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About a year ago my then four year old rescue starting going to the bathroom in the house for no reason that I could see. He only does it when I am home-when I am at work he never does it. I'm a pretty big homebody so unless I am at work or running an errand, I'm at home with him, every night and all of the weekends. It's gotten progressively worse over the last two months and nothing I'm doing is deterring him. I can put him out, watch him go, bring him back in, and thirty minutes later I hear him peeing on the couch. Last night I put him out at nine thirty and left him out for half an hour, I know he went, and then an hour later I got up to get some water and there were three puddles in the dining room. This morning I put him out, fed him, put him out again, and when I got back up an hour later, there was a nice big pile of poop in the kitchen.It's like he wants to go even when he doesnt really have to go that bad. I'm at my wit's end. I bought a nice rug for my spare room, and the one time I forgot to close the room off he went in there while I was on the couch and went all over it and ruined it. I have hardwood floors and I CANNOT get the pee smell out. He's destroyed mycouch by lifting his leg all down the back.I've tried showing him the accident and putting him outside immediately, I've tried shaming him and putting him in a room by himself in time out- he completely ignores me when Im talking to him, wont even make eye contact. I have no idea why he's all of a sudden doing this all the time-I feel like he's showing me he's my alpha and I don't know how to correct the behavior. Any suggestions?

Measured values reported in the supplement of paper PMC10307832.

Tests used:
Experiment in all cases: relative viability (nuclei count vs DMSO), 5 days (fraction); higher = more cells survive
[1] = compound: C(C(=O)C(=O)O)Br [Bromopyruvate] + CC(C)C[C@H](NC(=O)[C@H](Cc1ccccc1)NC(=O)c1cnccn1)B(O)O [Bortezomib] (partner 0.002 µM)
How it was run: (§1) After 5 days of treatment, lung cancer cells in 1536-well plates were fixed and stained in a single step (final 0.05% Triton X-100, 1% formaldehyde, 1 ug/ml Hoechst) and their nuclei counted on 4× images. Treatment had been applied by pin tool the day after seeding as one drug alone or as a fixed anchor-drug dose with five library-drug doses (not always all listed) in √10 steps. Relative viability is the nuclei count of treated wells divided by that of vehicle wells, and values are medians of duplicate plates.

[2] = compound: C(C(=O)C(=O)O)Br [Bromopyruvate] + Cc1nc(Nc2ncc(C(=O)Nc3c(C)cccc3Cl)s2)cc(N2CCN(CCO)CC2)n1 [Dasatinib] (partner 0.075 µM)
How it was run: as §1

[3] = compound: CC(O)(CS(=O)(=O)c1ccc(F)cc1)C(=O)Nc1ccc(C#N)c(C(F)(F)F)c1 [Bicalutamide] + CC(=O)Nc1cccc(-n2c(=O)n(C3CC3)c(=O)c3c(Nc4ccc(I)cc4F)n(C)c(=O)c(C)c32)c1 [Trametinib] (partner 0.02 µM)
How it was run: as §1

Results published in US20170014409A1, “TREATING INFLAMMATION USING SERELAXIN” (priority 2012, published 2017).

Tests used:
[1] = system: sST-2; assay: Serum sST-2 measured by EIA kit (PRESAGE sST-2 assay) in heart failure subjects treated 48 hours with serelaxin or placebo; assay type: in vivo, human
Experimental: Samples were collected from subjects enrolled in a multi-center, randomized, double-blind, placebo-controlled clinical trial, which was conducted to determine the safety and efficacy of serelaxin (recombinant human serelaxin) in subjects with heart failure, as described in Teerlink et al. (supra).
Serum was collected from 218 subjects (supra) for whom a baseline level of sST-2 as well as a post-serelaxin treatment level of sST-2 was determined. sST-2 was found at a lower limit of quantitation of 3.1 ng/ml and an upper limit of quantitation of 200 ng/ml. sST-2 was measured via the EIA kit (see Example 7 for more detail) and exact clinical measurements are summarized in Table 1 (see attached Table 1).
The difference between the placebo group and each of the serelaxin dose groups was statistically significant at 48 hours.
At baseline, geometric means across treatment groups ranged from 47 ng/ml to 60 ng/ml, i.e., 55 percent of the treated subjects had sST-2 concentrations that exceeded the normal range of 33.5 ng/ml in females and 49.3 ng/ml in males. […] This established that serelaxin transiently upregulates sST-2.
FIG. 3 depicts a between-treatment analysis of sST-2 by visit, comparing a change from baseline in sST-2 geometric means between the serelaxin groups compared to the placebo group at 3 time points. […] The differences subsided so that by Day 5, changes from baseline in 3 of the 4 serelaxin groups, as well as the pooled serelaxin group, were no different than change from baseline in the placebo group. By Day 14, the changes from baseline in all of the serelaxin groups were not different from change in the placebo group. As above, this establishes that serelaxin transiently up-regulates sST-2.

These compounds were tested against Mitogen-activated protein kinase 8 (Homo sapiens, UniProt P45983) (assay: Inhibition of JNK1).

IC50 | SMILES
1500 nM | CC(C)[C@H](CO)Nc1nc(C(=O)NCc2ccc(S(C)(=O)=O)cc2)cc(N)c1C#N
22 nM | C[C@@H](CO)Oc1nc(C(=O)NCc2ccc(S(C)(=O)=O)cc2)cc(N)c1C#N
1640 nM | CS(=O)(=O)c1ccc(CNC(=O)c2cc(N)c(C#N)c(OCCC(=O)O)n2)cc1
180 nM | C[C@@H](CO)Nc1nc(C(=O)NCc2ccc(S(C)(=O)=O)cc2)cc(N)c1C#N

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No point in shaming or punishing. It doesn't work.

What does work? PRAISE. Instead of just letting your dog out, go with it. Praise + treats for going potty outside. If you make going potty outside sooo positive, they won't want to go inside, where it's not a potty party every time!

If you catch the dog peeing inside (as in in the act), you can try startling them to interrupt the flow of pee, whisking the dog outside, and the praise + treat for potty outside!

Also, buy an enzymatic cleaner to get the smell of pee and poo out of your house. If the dog can smell his potty inside, he's going to think potty is inside thing.